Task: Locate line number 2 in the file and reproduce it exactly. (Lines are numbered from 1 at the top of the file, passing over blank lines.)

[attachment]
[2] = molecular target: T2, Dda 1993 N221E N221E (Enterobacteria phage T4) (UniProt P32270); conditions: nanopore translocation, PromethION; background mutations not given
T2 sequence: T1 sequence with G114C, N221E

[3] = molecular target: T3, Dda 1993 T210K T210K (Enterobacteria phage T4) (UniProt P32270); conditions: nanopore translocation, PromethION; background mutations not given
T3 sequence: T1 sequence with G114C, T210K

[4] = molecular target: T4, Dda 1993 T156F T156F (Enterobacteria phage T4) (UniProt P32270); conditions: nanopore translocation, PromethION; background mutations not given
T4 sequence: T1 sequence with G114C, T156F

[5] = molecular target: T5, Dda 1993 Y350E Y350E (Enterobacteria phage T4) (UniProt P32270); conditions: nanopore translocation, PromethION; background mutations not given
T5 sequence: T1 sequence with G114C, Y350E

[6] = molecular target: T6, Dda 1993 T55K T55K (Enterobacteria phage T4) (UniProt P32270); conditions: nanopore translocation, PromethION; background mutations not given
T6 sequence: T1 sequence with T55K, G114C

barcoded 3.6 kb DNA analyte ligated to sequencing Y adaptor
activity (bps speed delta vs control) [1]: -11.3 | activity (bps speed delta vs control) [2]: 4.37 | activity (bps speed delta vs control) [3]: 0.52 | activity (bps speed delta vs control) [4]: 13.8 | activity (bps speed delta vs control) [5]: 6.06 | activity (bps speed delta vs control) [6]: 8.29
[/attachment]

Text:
T2 sequence: T1 sequence with G114C, N221E